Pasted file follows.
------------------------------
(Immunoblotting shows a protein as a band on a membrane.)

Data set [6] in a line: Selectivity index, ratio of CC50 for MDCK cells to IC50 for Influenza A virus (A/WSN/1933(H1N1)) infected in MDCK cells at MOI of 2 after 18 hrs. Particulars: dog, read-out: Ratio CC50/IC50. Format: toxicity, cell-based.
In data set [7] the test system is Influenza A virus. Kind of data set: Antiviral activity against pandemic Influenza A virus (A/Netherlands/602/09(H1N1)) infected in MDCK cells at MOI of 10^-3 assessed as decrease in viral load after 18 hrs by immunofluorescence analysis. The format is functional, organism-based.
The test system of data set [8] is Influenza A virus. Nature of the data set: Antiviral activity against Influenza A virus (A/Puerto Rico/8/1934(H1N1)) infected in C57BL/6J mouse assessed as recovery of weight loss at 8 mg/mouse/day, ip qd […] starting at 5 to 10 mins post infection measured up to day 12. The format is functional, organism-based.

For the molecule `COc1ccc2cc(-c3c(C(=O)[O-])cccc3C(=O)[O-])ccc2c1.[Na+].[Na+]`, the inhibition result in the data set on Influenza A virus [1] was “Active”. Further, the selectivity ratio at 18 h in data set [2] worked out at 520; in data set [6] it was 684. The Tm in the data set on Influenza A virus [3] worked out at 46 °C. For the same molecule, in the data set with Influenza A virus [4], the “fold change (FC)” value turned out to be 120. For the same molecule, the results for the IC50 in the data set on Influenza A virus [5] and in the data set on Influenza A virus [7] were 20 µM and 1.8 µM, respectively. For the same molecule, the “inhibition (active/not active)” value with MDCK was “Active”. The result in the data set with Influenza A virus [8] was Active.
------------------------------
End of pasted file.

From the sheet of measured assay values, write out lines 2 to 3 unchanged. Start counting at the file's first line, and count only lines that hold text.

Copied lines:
Data set [6] in a line: Selectivity index, ratio of CC50 for MDCK cells to IC50 for Influenza A virus (A/WSN/1933(H1N1)) infected in MDCK cells at MOI of 2 after 18 hrs. Particulars: dog, read-out: Ratio CC50/IC50. Format: toxicity, cell-based.
In data set [7] the test system is Influenza A virus. Kind of data set: Antiviral activity against pandemic Influenza A virus (A/Netherlands/602/09(H1N1)) infected in MDCK cells at MOI of 10^-3 assessed as decrease in viral load after 18 hrs by immunofluorescence analysis. The format is functional, organism-based.